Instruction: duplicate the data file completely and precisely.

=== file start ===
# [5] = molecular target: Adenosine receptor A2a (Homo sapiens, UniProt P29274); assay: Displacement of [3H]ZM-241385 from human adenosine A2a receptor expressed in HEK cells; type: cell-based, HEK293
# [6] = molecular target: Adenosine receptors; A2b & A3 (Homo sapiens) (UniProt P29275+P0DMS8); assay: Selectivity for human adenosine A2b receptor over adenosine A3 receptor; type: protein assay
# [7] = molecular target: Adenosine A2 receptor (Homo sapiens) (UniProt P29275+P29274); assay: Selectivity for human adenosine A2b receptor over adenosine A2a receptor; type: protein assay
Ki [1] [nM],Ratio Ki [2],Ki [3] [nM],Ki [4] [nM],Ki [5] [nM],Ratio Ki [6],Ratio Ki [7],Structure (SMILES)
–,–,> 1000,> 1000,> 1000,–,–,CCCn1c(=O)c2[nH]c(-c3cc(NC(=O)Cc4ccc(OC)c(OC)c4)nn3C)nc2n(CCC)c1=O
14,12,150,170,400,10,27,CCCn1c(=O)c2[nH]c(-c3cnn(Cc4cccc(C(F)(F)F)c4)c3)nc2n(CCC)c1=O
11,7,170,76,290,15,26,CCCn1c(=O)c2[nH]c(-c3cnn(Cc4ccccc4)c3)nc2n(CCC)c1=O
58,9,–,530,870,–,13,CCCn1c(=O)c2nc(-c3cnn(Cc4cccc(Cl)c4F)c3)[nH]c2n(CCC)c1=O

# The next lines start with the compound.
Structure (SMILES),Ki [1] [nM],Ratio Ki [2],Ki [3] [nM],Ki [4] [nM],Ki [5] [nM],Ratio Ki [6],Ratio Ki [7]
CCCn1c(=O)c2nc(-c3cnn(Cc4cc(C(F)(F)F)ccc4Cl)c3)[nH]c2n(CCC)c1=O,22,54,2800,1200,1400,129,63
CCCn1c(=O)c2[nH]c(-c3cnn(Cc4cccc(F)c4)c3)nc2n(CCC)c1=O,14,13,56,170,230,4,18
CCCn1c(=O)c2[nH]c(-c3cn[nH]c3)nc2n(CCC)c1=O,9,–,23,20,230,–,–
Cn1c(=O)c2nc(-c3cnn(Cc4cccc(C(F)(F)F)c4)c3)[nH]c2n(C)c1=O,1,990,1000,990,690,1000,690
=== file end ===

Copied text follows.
# [5] = molecular target: Adenosine receptor A2a (Homo sapiens, UniProt P29274); assay: Displacement of [3H]ZM-241385 from human adenosine A2a receptor expressed in HEK cells; type: cell-based, HEK293
# [6] = molecular target: Adenosine receptors; A2b & A3 (Homo sapiens) (UniProt P29275+P0DMS8); assay: Selectivity for human adenosine A2b receptor over adenosine A3 receptor; type: protein assay
# [7] = molecular target: Adenosine A2 receptor (Homo sapiens) (UniProt P29275+P29274); assay: Selectivity for human adenosine A2b receptor over adenosine A2a receptor; type: protein assay
Ki [1] [nM],Ratio Ki [2],Ki [3] [nM],Ki [4] [nM],Ki [5] [nM],Ratio Ki [6],Ratio Ki [7],Structure (SMILES)
–,–,> 1000,> 1000,> 1000,–,–,CCCn1c(=O)c2[nH]c(-c3cc(NC(=O)Cc4ccc(OC)c(OC)c4)nn3C)nc2n(CCC)c1=O
14,12,150,170,400,10,27,CCCn1c(=O)c2[nH]c(-c3cnn(Cc4cccc(C(F)(F)F)c4)c3)nc2n(CCC)c1=O
11,7,170,76,290,15,26,CCCn1c(=O)c2[nH]c(-c3cnn(Cc4ccccc4)c3)nc2n(CCC)c1=O
58,9,–,530,870,–,13,CCCn1c(=O)c2nc(-c3cnn(Cc4cccc(Cl)c4F)c3)[nH]c2n(CCC)c1=O

# The next lines start with the compound.
Structure (SMILES),Ki [1] [nM],Ratio Ki [2],Ki [3] [nM],Ki [4] [nM],Ki [5] [nM],Ratio Ki [6],Ratio Ki [7]
CCCn1c(=O)c2nc(-c3cnn(Cc4cc(C(F)(F)F)ccc4Cl)c3)[nH]c2n(CCC)c1=O,22,54,2800,1200,1400,129,63
CCCn1c(=O)c2[nH]c(-c3cnn(Cc4cccc(F)c4)c3)nc2n(CCC)c1=O,14,13,56,170,230,4,18
CCCn1c(=O)c2[nH]c(-c3cn[nH]c3)nc2n(CCC)c1=O,9,–,23,20,230,–,–
Cn1c(=O)c2nc(-c3cnn(Cc4cccc(C(F)(F)F)c4)c3)[nH]c2n(C)c1=O,1,990,1000,990,690,1000,690